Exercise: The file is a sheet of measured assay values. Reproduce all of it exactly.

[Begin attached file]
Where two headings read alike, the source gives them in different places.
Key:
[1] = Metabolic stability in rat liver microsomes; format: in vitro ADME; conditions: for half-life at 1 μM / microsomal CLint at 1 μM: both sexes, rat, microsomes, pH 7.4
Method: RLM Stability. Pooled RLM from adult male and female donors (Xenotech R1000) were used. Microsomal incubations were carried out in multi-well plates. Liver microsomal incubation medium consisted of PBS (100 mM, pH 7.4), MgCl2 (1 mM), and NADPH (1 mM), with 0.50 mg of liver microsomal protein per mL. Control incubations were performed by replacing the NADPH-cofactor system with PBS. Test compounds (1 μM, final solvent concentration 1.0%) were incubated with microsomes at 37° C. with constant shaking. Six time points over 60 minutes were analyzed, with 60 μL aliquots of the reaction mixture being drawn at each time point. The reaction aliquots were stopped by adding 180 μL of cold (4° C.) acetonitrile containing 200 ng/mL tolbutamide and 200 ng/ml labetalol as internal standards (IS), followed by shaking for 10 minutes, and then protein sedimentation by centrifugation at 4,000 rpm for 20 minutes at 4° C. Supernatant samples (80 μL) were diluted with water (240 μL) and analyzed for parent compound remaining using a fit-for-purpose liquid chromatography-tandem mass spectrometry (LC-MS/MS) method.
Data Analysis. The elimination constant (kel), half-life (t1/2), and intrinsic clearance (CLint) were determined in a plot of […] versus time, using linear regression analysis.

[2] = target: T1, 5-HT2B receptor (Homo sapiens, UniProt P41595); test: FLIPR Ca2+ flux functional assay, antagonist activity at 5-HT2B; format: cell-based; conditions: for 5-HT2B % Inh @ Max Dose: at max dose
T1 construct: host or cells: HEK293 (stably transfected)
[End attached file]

Where two headings read alike, the source gives them in different places.
Key:
[1] = Metabolic stability in rat liver microsomes; format: in vitro ADME; conditions: for half-life at 1 μM / microsomal CLint at 1 μM: both sexes, rat, microsomes, pH 7.4
Method: RLM Stability. Pooled RLM from adult male and female donors (Xenotech R1000) were used. Microsomal incubations were carried out in multi-well plates. Liver microsomal incubation medium consisted of PBS (100 mM, pH 7.4), MgCl2 (1 mM), and NADPH (1 mM), with 0.50 mg of liver microsomal protein per mL. Control incubations were performed by replacing the NADPH-cofactor system with PBS. Test compounds (1 μM, final solvent concentration 1.0%) were incubated with microsomes at 37° C. with constant shaking. Six time points over 60 minutes were analyzed, with 60 μL aliquots of the reaction mixture being drawn at each time point. The reaction aliquots were stopped by adding 180 μL of cold (4° C.) acetonitrile containing 200 ng/mL tolbutamide and 200 ng/ml labetalol as internal standards (IS), followed by shaking for 10 minutes, and then protein sedimentation by centrifugation at 4,000 rpm for 20 minutes at 4° C. Supernatant samples (80 μL) were diluted with water (240 μL) and analyzed for parent compound remaining using a fit-for-purpose liquid chromatography-tandem mass spectrometry (LC-MS/MS) method.
Data Analysis. The elimination constant (kel), half-life (t1/2), and intrinsic clearance (CLint) were determined in a plot of […] versus time, using linear regression analysis.

[2] = target: T1, 5-HT2B receptor (Homo sapiens, UniProt P41595); test: FLIPR Ca2+ flux functional assay, antagonist activity at 5-HT2B; format: cell-based; conditions: for 5-HT2B % Inh @ Max Dose: at max dose
T1 construct: host or cells: HEK293 (stably transfected)